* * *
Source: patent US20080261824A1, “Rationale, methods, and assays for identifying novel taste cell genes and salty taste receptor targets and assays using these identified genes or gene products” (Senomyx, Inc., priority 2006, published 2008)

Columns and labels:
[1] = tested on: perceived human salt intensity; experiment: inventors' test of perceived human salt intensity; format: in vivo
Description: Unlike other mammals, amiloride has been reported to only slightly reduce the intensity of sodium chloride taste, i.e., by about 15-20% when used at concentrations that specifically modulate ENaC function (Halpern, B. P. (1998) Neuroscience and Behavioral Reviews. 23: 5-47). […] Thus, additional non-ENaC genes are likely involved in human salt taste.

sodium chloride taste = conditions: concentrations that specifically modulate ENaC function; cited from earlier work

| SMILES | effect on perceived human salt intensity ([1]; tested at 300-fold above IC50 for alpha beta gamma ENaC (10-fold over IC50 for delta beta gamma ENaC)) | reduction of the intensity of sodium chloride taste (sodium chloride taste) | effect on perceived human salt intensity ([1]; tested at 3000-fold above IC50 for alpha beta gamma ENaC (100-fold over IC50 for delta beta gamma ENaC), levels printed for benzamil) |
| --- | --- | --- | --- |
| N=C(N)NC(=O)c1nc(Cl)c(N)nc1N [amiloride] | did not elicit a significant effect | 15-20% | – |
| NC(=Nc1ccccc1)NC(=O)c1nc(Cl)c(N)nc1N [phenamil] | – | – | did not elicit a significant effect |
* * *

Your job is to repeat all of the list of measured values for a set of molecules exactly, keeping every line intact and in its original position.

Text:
Source: patent US20080261824A1, “Rationale, methods, and assays for identifying novel taste cell genes and salty taste receptor targets and assays using these identified genes or gene products” (Senomyx, Inc., priority 2006, published 2008)

Columns and labels:
[1] = tested on: perceived human salt intensity; experiment: inventors' test of perceived human salt intensity; format: in vivo
Description: Unlike other mammals, amiloride has been reported to only slightly reduce the intensity of sodium chloride taste, i.e., by about 15-20% when used at concentrations that specifically modulate ENaC function (Halpern, B. P. (1998) Neuroscience and Behavioral Reviews. 23: 5-47). […] Thus, additional non-ENaC genes are likely involved in human salt taste.

sodium chloride taste = conditions: concentrations that specifically modulate ENaC function; cited from earlier work

| SMILES | effect on perceived human salt intensity ([1]; tested at 300-fold above IC50 for alpha beta gamma ENaC (10-fold over IC50 for delta beta gamma ENaC)) | reduction of the intensity of sodium chloride taste (sodium chloride taste) | effect on perceived human salt intensity ([1]; tested at 3000-fold above IC50 for alpha beta gamma ENaC (100-fold over IC50 for delta beta gamma ENaC), levels printed for benzamil) |
| --- | --- | --- | --- |
| N=C(N)NC(=O)c1nc(Cl)c(N)nc1N [amiloride] | did not elicit a significant effect | 15-20% | – |
| NC(=Nc1ccccc1)NC(=O)c1nc(Cl)c(N)nc1N [phenamil] | – | – | did not elicit a significant effect |